Some people may not have heard about the Regional Comprehensive Economic Partnership (RCEP) but after years of effort it is making slow but steady progress towards conclusion hopefully next year.
The 23rd round of negotiations on the RCEP took place last week in Bangkok, Thailand. The parties to this proposed trade agreement are the ten-member states of ASEAN plus Australia, China, Japan, India, New Zealand and South Korea. This group makes up 39% of global GDP and covers nearly half the world’s population so it is literally a big deal, but much depends on the quality of the outcome.
RCEP has been a long time coming but RCEP negotiations have intensified this year and progress is being made. Some chapters of the final agreement have been finalised, pending the conclusion of the whole agreement, including, just last week, on Customs and Trade Facilitation. Other areas of the negotiations are proving trickier. The RCEP participants are engaged in bilateral negotiations on market access for goods and services, involving the exchange of requests and offers. It is too soon to say to whether the deal will meet the needs of New Zealand business such as tariff elimination on all key goods items of export interest, based both on tariff lines and value of trade.
The negotiators are fully aware that the RCEP business community expects a final deal which is commercially meaningful and delivers on the standards set out in RCEP’s Guiding Principles for a modern, comprehensive, high-quality and mutually beneficial economic partnership, that fosters and supports regional economic integration. Whether all RCEP parties share the same view of what constitutes “commercially meaningful access” remains to be seen.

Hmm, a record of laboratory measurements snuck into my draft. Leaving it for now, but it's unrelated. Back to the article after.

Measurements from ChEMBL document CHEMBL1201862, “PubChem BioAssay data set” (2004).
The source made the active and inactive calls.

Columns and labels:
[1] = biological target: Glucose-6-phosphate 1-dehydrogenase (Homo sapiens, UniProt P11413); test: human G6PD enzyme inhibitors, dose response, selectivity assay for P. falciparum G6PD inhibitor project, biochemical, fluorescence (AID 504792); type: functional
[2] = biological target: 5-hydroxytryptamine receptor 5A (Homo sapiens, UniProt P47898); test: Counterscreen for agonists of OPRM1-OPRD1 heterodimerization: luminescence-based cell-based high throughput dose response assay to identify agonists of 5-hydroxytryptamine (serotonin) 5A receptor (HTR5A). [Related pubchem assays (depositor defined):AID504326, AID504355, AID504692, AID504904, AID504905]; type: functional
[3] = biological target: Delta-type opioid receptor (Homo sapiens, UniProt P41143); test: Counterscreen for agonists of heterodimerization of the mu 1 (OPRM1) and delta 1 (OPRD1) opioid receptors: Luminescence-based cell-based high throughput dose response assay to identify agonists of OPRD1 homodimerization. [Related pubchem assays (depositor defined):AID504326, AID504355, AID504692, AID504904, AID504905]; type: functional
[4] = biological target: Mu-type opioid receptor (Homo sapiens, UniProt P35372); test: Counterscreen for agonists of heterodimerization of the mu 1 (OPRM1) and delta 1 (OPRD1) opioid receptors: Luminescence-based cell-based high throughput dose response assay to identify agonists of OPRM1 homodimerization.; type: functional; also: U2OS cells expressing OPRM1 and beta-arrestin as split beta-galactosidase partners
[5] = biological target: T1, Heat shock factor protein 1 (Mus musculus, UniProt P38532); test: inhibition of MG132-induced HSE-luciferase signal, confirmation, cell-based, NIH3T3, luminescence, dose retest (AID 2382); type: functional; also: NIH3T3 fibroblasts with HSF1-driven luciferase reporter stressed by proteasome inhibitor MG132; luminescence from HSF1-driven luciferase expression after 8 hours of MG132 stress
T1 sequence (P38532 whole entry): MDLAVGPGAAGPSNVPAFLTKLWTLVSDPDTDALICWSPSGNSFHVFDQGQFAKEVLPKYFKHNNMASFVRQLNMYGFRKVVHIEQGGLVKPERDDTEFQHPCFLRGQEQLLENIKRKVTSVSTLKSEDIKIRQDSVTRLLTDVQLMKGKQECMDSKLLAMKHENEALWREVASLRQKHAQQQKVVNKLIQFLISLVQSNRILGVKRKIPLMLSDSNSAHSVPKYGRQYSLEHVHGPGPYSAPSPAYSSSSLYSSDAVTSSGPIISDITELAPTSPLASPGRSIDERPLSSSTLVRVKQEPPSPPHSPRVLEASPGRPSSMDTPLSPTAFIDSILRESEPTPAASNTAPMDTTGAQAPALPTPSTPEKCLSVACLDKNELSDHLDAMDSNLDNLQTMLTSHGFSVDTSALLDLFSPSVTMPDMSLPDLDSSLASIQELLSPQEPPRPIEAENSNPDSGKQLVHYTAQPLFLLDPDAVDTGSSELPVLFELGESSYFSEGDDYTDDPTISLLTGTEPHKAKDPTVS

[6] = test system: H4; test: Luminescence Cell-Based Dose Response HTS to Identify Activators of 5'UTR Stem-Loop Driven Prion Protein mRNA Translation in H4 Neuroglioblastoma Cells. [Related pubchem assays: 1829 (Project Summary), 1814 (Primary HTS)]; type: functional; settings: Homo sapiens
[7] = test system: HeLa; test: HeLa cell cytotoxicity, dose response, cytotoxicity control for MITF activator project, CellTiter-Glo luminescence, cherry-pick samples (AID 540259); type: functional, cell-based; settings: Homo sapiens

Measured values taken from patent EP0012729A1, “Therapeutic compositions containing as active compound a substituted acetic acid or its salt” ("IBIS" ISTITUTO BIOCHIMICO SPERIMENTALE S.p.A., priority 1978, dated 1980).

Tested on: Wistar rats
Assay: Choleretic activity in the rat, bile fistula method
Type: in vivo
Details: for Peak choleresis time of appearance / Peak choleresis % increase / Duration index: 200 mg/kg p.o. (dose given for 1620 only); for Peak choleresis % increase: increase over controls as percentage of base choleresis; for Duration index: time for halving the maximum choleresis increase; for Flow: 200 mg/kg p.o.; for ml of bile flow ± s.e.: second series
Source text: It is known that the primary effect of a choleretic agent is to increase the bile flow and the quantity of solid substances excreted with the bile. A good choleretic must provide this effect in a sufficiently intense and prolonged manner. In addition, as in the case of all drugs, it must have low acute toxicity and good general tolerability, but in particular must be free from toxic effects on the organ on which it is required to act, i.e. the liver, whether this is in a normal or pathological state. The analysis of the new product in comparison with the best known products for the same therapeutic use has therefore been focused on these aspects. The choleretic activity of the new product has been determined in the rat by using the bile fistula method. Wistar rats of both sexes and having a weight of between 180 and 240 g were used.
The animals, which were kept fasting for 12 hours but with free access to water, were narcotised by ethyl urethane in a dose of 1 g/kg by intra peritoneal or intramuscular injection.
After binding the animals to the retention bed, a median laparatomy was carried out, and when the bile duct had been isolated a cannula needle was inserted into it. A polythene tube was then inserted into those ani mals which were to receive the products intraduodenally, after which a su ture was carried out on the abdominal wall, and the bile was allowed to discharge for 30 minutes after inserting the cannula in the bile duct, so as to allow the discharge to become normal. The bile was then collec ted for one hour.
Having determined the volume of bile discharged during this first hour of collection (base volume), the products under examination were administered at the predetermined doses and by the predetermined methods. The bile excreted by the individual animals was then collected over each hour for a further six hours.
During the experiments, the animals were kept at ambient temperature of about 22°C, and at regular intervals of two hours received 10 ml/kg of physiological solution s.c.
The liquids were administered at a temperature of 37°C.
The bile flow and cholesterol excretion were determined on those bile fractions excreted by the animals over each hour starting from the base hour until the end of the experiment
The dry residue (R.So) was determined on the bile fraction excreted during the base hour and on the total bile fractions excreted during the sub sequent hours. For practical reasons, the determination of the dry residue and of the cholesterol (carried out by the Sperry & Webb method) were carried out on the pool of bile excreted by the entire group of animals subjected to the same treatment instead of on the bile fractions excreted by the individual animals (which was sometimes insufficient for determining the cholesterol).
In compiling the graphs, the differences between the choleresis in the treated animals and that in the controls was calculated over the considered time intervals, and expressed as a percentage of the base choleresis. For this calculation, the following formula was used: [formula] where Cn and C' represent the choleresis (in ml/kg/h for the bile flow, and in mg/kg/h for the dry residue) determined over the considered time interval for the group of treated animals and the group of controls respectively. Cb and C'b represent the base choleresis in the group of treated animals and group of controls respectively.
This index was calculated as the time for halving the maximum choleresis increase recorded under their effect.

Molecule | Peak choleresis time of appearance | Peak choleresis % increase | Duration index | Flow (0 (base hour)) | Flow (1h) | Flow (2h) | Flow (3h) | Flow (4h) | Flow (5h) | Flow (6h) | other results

That is one reason why it is hard to see the deal being concluded this year. It is more likely that the talks will be “substantially concluded” by late 2018 and for the final deal to be wrapped up around mid-2019. Negotiators are seeking to make as much progress as possible prior to another RCEP Ministerial meeting in late August 2018 at which they will seek fresh instructions.
Given the economic diversity of the RCEP members, it is unlikely that the RCEP will be as ambitious as the Comprehensive Progressive Trans Pacific Partnership (CPTPP). However, given that the RCEP membership constitutes a significant share of global trade, the further liberalisation of trade and investment within RCEP would be a significant economic boost to the region. RCEP gives New Zealand an opportunity to improve on existing trade agreements with RCEP members and to deliver better trade conditions with India.
When considered against the backdrop of rising global trade tensions, the conclusion of the RCEP will be a welcome achievement.
This post was prepared by Fiona Cooper, Associate Director, NZIBF, who attended the Bangkok meeting in her capacity as Vice-Chair of the East Asia Business Council’s RCEP Working Group.